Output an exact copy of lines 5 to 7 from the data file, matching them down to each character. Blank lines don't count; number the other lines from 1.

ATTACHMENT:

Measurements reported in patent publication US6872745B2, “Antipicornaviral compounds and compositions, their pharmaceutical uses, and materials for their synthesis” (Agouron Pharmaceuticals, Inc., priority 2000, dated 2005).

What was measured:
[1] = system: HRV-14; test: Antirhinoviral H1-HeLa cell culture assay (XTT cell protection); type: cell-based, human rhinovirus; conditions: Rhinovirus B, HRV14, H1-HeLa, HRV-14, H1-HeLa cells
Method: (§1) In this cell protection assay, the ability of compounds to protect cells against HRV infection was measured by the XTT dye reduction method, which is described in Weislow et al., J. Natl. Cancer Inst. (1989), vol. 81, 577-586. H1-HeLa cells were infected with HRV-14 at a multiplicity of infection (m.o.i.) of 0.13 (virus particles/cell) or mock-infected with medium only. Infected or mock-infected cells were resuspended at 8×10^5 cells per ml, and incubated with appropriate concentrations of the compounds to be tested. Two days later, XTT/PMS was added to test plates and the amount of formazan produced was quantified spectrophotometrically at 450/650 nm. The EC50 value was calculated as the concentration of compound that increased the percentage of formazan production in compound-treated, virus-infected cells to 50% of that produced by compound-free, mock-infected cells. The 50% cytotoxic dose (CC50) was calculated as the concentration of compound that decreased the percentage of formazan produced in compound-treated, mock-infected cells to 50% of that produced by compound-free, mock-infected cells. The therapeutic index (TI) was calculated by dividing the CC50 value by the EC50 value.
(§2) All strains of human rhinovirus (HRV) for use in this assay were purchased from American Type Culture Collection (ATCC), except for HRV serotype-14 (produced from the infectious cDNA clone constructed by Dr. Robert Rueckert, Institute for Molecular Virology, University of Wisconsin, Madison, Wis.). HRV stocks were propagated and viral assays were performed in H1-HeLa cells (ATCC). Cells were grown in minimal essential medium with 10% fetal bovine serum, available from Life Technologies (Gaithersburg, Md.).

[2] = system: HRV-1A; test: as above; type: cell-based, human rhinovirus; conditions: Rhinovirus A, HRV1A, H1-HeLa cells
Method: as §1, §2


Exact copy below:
(§2) All strains of human rhinovirus (HRV) for use in this assay were purchased from American Type Culture Collection (ATCC), except for HRV serotype-14 (produced from the infectious cDNA clone constructed by Dr. Robert Rueckert, Institute for Molecular Virology, University of Wisconsin, Madison, Wis.). HRV stocks were propagated and viral assays were performed in H1-HeLa cells (ATCC). Cells were grown in minimal essential medium with 10% fetal bovine serum, available from Life Technologies (Gaithersburg, Md.).

[2] = system: HRV-1A; test: as above; type: cell-based, human rhinovirus; conditions: Rhinovirus A, HRV1A, H1-HeLa cells
Method: as §1, §2